ECONOMIC AND POLITICAL LINES (c) Leo Haviland October 22, 2012

Highlight two International Monetary Fund comments in its recently unveiled “Fiscal Monitor” (October 2012). “With downside risks in the global economy mounting, policymakers must once again tread the narrow path that will permit them to continue strengthening the public finances while avoiding an excessive withdrawal of fiscal support for a still-fragile economic recovery.” (page ix). And: “In most advanced economies, the near-term fiscal stance has to walk the fine line between continued adjustment and supporting the economy.” (p6).

This IMF rhetoric, which many other luminaries embrace, of “tread the narrow path” and “walk the fine line” offers hope for the global economy and for the United States in particular. Maybe subtle financial and political sorcerers somehow can escape the dilemma of an economic downturn (too slow growth or recession) and the consequences of additional (irresponsible) substantial deficit spending! Have faith that wise guardians can discover a middle way to evade further suffering!

In the amazing Goldilocks Era, didn’t substantial and growing worldwide debt and leverage joyously promise and provide nearly limitless opportunity for almost everyone (“us”) to prosper with very little (or at least manageable) risk? In the aftermath of the wonderful Goldilocks epoch, should we believe that the implications of significant leverage and mountainous debt accumulation can be magically pain-free, at least over some misty medium term or long run vista?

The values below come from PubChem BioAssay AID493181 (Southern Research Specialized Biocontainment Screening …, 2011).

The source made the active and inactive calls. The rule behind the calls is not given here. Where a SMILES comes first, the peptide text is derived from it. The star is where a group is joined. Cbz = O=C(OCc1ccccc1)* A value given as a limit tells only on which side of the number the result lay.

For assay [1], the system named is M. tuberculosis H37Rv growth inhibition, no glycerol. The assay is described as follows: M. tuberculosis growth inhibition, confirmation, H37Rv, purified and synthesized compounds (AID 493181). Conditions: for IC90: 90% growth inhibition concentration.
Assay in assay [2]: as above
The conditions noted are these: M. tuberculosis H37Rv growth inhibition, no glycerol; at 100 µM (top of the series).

Despite such entrancing sermons of narrow paths and fine lines from many respected central banking and political guides, economic and political pilgrims should ask if such a path or line exists in practice. It probably doesn’t. Is there really a way for the United States to avoid the looming fiscal cliff and other long run deficit challenges without significant hardship? Probably not.

Most observers are not focusing closely on the potential composition of the Senate. They should. The Senate election result probably will have notable consequences for legislative action (or inaction) in many domains. For example, think of the troubling fiscal cliff and the terrifying long run deficit problems.

Clairvoyants on balance believe the Democrats probably will maintain control of the Senate. Even if the Republicans gain an edge in the Senate, it would be very surprising for them to capture anything close to 60 seats. According to Senate rules, to end debate (halt filibusters) on a legislative proposal (bill), 60 of the 100 Senators must agree to do so (invoke cloture). The sixty votes do not have to all be from the same party. Nevertheless, the failure of a Senate majority party to control 60 or more Senate seats means that its opponents generally can block the majority party’s legislative efforts.

So suppose the House is Republican, and the Senate is Democratic (or even imagine a modest Republican majority). Given such Congressional division, it will be a major challenge for the parties to readily resolve issues over which they disagree dramatically, such as on how to repair the federal deficit disaster. In that situation, the party membership of the winner of the duel for the Presidency matters much less. After all, for the past several years, the Republican House and the Democratic Senate stubbornly have faced each other. With these battle lines, there has been at best little progress on reducing the deficit. Why should having a Republican President instead of a Democratic one change this partisan deadlock in any notable fashion?

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Economic and Political Lines (10-22-12)
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